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Results: ‘Climate Change & Energy’ Category Archive

Carmichael coal mine’s impacts will be felt for generations

Posted on July 29, 2014 at 10:50 by Ben Pearson

Originally posted on the ABC – 28 Jul 2014 TEN MONTHS AGO I described pending decisions about coal developments on the Great Barrier Reef left by the outgoing Labor government as “a dead cat in Greg Hunt’s in-tray”. I’ve met Greg Hunt a few times over the years and I reckon he’s a decent bloke Continue reading →

Jono Moylan, ANZ and the great fossil fuel swindle

Posted on July 28, 2014 at 12:09 by Nic Clyde

When Jono Moylan was told last Friday that he would not be going to jail, but would instead be getting a two year good behaviour bond, I breathed a huge sigh of relief, along with most other Australians I’m sure. But it also reminded me of a night that occurred about 6 weeks ago, on Continue reading →

Australia made history, but for all the wrong reasons

Posted on July 18, 2014 at 11:59 by Nic Clyde

A few short years ago, putting a price on carbon was a sensible first step on the journey to tackle the main cause of climate change – our carbon emissions from increasing use of fossil fuels.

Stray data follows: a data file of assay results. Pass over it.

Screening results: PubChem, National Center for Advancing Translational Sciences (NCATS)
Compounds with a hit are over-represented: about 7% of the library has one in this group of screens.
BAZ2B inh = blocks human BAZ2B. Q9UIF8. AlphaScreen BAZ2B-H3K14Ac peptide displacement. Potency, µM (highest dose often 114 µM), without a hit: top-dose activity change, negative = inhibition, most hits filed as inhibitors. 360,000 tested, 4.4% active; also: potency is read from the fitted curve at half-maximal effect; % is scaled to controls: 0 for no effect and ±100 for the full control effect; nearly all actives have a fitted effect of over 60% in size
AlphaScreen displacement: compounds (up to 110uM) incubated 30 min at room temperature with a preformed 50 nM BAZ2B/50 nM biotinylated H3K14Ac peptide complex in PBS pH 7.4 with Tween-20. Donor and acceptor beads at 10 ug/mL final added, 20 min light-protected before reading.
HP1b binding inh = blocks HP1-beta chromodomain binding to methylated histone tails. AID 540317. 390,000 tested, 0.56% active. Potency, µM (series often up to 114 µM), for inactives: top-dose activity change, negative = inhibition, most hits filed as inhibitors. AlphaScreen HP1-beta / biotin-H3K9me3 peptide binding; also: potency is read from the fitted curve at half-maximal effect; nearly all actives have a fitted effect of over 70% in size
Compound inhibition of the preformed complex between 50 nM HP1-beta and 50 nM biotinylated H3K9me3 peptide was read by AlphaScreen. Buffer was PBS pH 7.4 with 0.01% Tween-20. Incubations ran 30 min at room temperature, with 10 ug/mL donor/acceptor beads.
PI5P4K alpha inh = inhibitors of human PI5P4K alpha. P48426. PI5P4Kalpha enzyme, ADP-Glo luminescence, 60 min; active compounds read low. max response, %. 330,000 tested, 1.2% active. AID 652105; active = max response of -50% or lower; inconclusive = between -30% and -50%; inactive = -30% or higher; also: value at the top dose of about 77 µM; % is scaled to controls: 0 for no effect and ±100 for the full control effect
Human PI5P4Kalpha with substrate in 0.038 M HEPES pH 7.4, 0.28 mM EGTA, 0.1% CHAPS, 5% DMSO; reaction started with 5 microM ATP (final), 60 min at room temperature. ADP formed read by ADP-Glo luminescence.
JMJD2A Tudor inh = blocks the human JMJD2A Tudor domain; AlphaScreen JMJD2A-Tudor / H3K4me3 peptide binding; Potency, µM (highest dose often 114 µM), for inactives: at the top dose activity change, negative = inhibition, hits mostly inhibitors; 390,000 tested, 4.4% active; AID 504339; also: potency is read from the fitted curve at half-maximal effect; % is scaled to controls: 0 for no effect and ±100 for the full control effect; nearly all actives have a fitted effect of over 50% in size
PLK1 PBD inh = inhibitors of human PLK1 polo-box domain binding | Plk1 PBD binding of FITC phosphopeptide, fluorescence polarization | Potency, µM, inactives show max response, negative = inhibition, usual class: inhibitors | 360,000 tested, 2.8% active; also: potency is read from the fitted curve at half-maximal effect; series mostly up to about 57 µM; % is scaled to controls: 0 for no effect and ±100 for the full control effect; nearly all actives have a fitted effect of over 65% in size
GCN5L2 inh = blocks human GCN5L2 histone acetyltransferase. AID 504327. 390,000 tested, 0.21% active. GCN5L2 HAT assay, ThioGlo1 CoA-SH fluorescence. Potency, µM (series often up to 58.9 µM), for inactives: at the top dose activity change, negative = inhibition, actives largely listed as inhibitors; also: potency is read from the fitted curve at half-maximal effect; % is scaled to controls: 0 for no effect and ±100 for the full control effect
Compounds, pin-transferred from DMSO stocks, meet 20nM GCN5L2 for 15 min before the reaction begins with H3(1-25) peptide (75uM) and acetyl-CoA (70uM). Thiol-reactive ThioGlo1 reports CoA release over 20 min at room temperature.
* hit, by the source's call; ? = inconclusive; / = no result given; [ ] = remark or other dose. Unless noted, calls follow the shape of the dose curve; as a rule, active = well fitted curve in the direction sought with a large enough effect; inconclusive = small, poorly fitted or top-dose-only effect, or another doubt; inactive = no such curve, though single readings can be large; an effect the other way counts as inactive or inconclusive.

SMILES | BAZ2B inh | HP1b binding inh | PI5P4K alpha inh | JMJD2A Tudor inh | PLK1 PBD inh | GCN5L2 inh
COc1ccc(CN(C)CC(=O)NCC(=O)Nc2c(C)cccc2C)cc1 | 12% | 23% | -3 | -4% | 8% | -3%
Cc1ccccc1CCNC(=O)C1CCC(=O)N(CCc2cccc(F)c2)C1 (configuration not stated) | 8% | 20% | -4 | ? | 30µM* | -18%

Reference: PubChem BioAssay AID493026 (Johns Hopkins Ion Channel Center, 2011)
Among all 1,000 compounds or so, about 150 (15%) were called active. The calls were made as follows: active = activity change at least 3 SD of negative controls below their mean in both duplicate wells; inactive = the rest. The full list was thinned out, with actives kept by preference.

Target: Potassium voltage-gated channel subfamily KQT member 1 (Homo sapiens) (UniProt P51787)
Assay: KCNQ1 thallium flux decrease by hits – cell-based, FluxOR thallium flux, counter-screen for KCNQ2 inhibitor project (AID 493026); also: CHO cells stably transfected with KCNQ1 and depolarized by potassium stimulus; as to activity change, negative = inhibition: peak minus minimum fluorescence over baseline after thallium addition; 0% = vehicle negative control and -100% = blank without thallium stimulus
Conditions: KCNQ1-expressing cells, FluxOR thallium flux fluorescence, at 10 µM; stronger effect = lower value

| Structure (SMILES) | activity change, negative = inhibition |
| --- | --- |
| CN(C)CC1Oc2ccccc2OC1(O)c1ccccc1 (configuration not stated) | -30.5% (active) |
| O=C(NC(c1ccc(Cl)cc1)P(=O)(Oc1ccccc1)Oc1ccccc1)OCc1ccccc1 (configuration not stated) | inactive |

How tiny plastic people protested around the world

Posted on July 03, 2014 at 16:30 by Greenpeace Australia Pacific

The news of LEGO’s cosy relationship with Shell has led to tiny protests erupting around the country – nay, the world. Famous national and international landmarks have been festooned with banners as the streets resounded the stamp of little plastic feet. In Sydney, a protest took place in front of the iconic Sydney Harbour Bridge Continue reading →

Getting to know Colin Russell of the Arctic 30

Posted on July 03, 2014 at 10:00 by Alex Harris

Nine months after being illegally seized at gunpoint Gazprom’s Prirazlomnaya Arctic oil platform in the Pechora sea – our Arctic Sunrise has been released. Colin Russell, one of the Greenpeace activists on board the ship when it was boarded last September, has been working with our ships for the past 15 years. We asked him Continue reading →

It’s time for LEGO to block Shell

Posted on July 02, 2014 at 09:00 by Greenpeace Australia Pacific

Imagine you’re eight years old and picture the Arctic. There are no oil rigs, no industrial shipping and no politicians fighting over it.

An Inconvenient Strewth? 4 things you should know about the Palmer-Gore climate speech

Posted on June 26, 2014 at 14:46 by Jessica Panegyres

Watching last night’s press conference with Clive Palmer and Al Gore on climate change was one of the more bizarre moments I’ve witnessed in Australian politics. Image: twitter.com/SBSNews We won’t know exactly what Clive’s announcements mean for a little while yet. Based on past experience, what he said last night might not be his view tomorrow – Continue reading →